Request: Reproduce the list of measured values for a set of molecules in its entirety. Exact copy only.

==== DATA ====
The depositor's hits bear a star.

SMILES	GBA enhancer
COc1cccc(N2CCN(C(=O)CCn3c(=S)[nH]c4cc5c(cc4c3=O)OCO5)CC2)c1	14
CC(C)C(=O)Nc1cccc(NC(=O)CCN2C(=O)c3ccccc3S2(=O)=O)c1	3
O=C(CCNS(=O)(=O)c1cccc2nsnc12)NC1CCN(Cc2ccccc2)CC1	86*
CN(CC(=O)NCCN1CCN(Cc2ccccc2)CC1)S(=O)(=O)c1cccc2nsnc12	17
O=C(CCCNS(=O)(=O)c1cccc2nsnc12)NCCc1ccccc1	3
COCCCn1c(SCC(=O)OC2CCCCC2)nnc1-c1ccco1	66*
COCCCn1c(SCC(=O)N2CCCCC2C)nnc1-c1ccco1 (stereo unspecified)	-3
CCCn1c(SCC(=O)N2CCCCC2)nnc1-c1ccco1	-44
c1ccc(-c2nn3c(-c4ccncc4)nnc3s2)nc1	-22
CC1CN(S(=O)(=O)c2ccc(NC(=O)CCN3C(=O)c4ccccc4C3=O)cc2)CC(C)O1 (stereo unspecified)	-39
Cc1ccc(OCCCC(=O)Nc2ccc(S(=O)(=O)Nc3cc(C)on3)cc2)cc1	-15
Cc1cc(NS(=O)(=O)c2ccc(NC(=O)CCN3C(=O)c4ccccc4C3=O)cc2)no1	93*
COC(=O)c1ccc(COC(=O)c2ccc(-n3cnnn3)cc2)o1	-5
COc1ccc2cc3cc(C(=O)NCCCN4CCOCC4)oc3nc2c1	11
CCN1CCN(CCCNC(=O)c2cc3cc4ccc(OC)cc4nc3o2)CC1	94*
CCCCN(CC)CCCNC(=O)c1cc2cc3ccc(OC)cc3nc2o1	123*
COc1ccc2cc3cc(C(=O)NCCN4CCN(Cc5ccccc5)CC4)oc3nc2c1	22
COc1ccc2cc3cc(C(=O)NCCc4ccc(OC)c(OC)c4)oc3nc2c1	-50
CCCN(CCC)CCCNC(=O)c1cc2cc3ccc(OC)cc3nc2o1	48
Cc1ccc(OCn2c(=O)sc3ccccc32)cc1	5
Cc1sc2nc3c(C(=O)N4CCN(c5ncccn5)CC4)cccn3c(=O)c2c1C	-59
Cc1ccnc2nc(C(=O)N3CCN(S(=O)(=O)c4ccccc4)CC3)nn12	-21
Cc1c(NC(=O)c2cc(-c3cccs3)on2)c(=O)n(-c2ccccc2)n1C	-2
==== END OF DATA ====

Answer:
The depositor's hits bear a star.

SMILES	GBA enhancer
COc1cccc(N2CCN(C(=O)CCn3c(=S)[nH]c4cc5c(cc4c3=O)OCO5)CC2)c1	14
CC(C)C(=O)Nc1cccc(NC(=O)CCN2C(=O)c3ccccc3S2(=O)=O)c1	3
O=C(CCNS(=O)(=O)c1cccc2nsnc12)NC1CCN(Cc2ccccc2)CC1	86*
CN(CC(=O)NCCN1CCN(Cc2ccccc2)CC1)S(=O)(=O)c1cccc2nsnc12	17
O=C(CCCNS(=O)(=O)c1cccc2nsnc12)NCCc1ccccc1	3
COCCCn1c(SCC(=O)OC2CCCCC2)nnc1-c1ccco1	66*
COCCCn1c(SCC(=O)N2CCCCC2C)nnc1-c1ccco1 (stereo unspecified)	-3
CCCn1c(SCC(=O)N2CCCCC2)nnc1-c1ccco1	-44
c1ccc(-c2nn3c(-c4ccncc4)nnc3s2)nc1	-22
CC1CN(S(=O)(=O)c2ccc(NC(=O)CCN3C(=O)c4ccccc4C3=O)cc2)CC(C)O1 (stereo unspecified)	-39
Cc1ccc(OCCCC(=O)Nc2ccc(S(=O)(=O)Nc3cc(C)on3)cc2)cc1	-15
Cc1cc(NS(=O)(=O)c2ccc(NC(=O)CCN3C(=O)c4ccccc4C3=O)cc2)no1	93*
COC(=O)c1ccc(COC(=O)c2ccc(-n3cnnn3)cc2)o1	-5
COc1ccc2cc3cc(C(=O)NCCCN4CCOCC4)oc3nc2c1	11
CCN1CCN(CCCNC(=O)c2cc3cc4ccc(OC)cc4nc3o2)CC1	94*
CCCCN(CC)CCCNC(=O)c1cc2cc3ccc(OC)cc3nc2o1	123*
COc1ccc2cc3cc(C(=O)NCCN4CCN(Cc5ccccc5)CC4)oc3nc2c1	22
COc1ccc2cc3cc(C(=O)NCCc4ccc(OC)c(OC)c4)oc3nc2c1	-50
CCCN(CCC)CCCNC(=O)c1cc2cc3ccc(OC)cc3nc2o1	48
Cc1ccc(OCn2c(=O)sc3ccccc32)cc1	5
Cc1sc2nc3c(C(=O)N4CCN(c5ncccn5)CC4)cccn3c(=O)c2c1C	-59
Cc1ccnc2nc(C(=O)N3CCN(S(=O)(=O)c4ccccc4)CC3)nn12	-21
Cc1c(NC(=O)c2cc(-c3cccs3)on2)c(=O)n(-c2ccccc2)n1C	-2